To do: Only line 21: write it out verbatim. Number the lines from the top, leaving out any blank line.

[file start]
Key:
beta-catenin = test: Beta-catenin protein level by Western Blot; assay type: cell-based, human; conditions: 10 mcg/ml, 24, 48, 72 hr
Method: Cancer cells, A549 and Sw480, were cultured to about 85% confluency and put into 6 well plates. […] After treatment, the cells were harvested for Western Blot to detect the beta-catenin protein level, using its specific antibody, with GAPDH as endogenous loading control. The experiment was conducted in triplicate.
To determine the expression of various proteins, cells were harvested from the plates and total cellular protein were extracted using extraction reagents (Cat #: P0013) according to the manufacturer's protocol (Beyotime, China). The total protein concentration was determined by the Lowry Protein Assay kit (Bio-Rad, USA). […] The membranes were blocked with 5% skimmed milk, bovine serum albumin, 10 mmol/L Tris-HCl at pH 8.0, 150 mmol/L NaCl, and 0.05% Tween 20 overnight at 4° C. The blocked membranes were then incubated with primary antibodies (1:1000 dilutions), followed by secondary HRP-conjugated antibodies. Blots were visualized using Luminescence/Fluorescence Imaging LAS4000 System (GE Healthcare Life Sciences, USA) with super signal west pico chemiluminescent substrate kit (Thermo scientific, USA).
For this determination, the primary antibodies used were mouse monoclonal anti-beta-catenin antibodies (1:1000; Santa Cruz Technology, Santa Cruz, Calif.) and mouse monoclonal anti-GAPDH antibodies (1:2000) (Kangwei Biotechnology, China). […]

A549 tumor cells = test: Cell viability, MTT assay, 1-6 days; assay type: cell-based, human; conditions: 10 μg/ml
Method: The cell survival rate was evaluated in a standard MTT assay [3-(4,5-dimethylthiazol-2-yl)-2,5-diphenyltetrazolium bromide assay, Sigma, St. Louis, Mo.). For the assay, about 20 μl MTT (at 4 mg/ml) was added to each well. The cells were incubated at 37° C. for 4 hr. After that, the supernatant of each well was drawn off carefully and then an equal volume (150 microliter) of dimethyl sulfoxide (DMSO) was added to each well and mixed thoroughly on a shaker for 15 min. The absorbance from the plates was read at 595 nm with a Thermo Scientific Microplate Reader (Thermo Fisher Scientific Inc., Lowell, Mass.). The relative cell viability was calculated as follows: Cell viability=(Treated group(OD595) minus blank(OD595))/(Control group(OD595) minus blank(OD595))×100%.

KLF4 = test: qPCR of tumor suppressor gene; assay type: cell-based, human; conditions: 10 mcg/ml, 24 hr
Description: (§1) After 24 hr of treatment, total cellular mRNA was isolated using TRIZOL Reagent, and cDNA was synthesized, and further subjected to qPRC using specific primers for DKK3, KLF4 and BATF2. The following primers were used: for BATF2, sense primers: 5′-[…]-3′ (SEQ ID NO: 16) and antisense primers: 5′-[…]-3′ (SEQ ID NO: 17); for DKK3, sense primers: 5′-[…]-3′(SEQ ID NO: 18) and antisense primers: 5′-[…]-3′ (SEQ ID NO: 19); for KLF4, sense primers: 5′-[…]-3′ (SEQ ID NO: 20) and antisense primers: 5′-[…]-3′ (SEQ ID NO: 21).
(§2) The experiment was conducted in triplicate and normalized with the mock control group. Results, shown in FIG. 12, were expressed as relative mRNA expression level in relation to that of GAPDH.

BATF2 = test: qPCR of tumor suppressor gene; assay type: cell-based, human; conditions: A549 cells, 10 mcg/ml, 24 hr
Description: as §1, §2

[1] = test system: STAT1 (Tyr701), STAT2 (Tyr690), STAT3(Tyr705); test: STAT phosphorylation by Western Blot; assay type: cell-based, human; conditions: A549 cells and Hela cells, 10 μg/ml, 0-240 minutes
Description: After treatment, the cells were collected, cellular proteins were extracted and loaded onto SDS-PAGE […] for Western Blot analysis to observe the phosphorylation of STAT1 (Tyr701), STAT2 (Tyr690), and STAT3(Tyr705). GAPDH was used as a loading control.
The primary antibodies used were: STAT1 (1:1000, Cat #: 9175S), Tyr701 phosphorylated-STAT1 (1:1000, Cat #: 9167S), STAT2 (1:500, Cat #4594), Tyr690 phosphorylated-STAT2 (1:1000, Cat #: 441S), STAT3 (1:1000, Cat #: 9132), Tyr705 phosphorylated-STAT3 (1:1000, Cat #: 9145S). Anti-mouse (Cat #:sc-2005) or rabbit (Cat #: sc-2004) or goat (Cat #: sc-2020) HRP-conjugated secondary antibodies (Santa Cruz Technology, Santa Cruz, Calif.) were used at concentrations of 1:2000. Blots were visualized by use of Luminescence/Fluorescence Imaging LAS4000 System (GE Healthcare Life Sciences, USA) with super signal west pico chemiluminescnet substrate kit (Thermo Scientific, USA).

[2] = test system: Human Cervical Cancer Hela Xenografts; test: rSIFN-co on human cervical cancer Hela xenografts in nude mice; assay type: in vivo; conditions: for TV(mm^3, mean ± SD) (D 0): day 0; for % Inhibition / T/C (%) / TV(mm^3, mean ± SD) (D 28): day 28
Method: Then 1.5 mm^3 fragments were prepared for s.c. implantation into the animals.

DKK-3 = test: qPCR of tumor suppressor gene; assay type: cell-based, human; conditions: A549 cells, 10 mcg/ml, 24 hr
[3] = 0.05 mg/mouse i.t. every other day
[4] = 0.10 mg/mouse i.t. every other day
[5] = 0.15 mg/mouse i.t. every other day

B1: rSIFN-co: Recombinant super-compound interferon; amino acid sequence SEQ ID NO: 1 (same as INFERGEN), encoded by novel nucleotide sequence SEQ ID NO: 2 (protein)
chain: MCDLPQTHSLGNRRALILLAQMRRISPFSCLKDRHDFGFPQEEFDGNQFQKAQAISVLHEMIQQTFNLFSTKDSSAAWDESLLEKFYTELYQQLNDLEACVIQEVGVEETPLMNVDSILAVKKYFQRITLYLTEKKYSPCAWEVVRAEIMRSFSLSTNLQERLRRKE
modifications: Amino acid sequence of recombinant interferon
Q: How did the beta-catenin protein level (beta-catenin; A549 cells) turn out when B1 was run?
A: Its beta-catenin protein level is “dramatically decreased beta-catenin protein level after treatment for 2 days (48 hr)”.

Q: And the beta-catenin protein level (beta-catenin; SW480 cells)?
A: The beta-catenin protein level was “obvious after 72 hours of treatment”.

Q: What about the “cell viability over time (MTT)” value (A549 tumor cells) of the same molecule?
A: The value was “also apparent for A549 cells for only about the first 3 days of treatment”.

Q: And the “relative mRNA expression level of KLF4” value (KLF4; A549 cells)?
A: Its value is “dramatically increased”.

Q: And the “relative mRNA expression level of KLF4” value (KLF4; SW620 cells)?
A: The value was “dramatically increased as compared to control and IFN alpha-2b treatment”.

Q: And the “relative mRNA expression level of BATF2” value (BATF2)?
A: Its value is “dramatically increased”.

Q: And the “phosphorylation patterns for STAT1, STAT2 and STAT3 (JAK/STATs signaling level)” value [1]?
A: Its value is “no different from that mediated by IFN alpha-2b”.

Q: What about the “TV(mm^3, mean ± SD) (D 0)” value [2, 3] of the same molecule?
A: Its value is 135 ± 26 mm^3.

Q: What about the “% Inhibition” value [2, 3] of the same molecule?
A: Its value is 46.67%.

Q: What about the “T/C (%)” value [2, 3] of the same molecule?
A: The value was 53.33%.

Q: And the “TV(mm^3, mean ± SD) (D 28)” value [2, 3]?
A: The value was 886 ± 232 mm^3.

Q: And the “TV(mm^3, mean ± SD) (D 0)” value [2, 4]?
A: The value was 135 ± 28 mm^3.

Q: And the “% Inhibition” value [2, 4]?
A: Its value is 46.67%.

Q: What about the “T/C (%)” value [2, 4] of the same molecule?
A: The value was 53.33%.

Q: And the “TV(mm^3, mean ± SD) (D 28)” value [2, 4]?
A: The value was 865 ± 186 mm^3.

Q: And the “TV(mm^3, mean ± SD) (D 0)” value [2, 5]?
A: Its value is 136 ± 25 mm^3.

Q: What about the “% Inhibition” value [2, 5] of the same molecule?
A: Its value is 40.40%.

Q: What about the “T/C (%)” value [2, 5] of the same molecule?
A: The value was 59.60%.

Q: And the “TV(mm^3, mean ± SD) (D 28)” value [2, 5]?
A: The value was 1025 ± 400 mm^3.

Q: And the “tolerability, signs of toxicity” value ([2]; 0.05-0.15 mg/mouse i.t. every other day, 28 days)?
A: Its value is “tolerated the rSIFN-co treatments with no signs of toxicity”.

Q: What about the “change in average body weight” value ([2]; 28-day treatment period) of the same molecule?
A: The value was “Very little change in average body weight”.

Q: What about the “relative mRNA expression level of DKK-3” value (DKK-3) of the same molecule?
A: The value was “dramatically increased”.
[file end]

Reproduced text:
[5] = 0.15 mg/mouse i.t. every other day